Geological Star Trek Review – “The Man Trap”

“Captain’s log, Stardate 1513.1. Our position, orbiting planet M-113. On board the Enterprise, Mister Spock temporarily in command. On the planet the ruins of an ancient and long-dead civilisation. Ship’s surgeon McCoy and myself are now beaming down to the planet’s surface. Our mission, routine medical examination of archaeologist Robert Crater and his wife Nancy. Routine but for the fact that Nancy Crater is that one woman in Doctor McCoy’s past.”

“The Man Trap” was the first episode ever aired of Star Trek – The Original Series (TOS) on September 8, 1966, even if it was the sixth episode produced. The National Broadcasting Company rejected the original pilot as they wanted an episode featuring a monster in space to get the public’s interest in the new science-fiction series.

In the episode, Captain Kirk and his crew visit the alien planet M-113 to check on an archaeological expedition. The planet’s surface appears at first lifeless. However, ruins seen in the background testify that a long lost civilization once existed here. The planet was also home to a multitude of creatures according to the sculptures and designs left in the architecture that scatters the surface of the now barren world. There remains some plant life, hardy drybrush, and poisonous plants.

The archaeological outpost on the planet M-113 is infiltrated by a mysterious shape-shifting creature that requires salt – the sodium-chloride mineral halite – to survive and is willing to obtain it by any means necessary. Crewman Darnell is the first victim of the “salt-vampire” and also the first “red-shirt” (wearing a blue shirt) to be killed in TOS.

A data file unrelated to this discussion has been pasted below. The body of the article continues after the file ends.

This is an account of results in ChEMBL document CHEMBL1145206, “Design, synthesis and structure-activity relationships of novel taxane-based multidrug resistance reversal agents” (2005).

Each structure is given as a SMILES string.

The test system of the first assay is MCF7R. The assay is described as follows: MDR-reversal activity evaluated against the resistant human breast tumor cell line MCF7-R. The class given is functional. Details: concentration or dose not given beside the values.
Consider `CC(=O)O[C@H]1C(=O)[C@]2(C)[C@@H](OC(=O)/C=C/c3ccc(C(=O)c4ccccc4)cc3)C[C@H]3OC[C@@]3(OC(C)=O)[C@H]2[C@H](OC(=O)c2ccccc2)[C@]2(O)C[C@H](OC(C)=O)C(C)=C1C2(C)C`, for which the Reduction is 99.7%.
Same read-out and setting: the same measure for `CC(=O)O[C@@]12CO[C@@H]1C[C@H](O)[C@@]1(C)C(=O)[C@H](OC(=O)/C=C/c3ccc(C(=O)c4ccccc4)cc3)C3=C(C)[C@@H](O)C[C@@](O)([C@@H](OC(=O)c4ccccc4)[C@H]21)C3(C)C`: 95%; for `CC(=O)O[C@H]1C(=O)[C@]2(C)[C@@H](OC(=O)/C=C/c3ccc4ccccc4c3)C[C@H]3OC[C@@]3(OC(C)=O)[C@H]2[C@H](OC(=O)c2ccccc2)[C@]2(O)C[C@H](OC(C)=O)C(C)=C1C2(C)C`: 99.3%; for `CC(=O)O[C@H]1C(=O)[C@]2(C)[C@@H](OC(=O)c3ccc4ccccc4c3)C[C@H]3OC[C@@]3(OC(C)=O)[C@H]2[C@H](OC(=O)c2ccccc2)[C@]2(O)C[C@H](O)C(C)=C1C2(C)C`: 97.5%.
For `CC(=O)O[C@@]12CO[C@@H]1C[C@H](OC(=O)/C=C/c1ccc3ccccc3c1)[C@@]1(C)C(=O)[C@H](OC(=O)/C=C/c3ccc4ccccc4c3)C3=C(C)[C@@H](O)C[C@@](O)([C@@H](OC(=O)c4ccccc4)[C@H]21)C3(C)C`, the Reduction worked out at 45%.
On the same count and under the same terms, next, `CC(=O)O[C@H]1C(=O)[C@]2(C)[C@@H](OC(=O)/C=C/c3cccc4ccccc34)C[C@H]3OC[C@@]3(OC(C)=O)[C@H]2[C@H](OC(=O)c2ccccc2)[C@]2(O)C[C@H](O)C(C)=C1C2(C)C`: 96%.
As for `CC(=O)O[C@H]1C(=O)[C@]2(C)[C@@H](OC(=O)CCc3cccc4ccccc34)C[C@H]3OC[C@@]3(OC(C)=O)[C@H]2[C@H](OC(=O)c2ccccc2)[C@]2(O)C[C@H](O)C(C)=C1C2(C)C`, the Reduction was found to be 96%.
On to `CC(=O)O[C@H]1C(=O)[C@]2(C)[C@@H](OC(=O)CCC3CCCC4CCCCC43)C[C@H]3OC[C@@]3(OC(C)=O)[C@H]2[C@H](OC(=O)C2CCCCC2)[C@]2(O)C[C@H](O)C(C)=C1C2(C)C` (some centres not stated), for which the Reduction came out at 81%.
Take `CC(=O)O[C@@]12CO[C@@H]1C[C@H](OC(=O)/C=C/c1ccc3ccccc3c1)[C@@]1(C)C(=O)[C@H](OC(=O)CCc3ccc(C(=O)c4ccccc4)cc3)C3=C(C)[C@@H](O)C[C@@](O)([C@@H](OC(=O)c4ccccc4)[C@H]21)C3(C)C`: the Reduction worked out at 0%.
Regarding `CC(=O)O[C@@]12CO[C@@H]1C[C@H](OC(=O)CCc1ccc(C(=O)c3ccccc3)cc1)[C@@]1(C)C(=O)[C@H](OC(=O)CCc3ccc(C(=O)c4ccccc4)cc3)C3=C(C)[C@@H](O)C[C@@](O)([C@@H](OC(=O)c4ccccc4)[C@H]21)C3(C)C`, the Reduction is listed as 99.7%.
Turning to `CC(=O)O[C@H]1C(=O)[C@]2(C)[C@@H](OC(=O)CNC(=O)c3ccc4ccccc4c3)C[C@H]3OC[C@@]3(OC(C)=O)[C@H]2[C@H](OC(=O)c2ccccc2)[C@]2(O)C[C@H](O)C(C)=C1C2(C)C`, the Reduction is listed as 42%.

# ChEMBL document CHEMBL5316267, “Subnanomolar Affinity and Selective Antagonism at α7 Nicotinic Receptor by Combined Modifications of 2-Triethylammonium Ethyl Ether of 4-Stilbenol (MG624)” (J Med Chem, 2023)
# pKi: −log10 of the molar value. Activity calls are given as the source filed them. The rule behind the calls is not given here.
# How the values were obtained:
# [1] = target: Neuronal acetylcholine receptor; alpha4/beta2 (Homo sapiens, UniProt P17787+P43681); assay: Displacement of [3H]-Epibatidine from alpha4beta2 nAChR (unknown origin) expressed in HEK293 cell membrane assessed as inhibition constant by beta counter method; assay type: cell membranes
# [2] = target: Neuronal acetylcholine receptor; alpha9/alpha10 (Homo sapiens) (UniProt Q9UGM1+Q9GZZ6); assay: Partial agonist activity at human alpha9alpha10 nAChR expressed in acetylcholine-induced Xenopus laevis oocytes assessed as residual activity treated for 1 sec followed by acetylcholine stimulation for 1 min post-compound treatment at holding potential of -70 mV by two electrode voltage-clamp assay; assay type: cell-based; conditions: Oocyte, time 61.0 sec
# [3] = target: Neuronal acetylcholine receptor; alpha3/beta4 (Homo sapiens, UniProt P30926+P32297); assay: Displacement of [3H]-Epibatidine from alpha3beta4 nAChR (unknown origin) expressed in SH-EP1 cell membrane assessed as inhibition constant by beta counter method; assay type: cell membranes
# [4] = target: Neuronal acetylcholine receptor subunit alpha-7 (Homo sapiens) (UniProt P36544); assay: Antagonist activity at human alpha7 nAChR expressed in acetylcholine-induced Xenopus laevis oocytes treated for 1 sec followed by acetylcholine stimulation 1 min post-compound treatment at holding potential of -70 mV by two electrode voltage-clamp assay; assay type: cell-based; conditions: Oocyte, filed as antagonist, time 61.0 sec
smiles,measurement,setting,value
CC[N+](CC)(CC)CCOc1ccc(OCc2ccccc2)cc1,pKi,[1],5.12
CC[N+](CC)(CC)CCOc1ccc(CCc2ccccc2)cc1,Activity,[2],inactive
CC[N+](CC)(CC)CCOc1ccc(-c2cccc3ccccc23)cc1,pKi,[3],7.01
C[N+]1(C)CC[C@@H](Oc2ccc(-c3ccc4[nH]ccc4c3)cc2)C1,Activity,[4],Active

The origin of the salt-vampire remains unknown and it is also never explained if the creature is somehow related to the ancient megalith builders. This poses an intriguing question. Without the ruins, would a hypothetical exo-scientist, as seen in the episode, be able to infer the existence of a former alien civilization?

Earth is the only planet we know for sure can host a technologically advanced civilization, however, buildings and cities are surprisingly short-lived. Even modern iron and concrete resist weathering for just some decades to centuries. Monuments build from sedimentary rocks, like the pyramids, may last some thousand years in dry environments. Reliefs in massive rocks, like Mount Rushmore carved into Harney-Peak granite, may remain recognizable for some hundred-thousand years.

Even if our technological wonders won’t survive millions of years into the future, other traces may remain. In just a few centuries, we have modified more than 70 percent of Earth’s land surface. Humans today move ten times more sediments than all natural processes combined, like landslides or rivers. Since the year 1500 more than three-hundred species of large vertebrates went extinct and many argue that we are witnessing the beginning of a mass extinction event. Earth will need millions of years to recover and replace the lost species.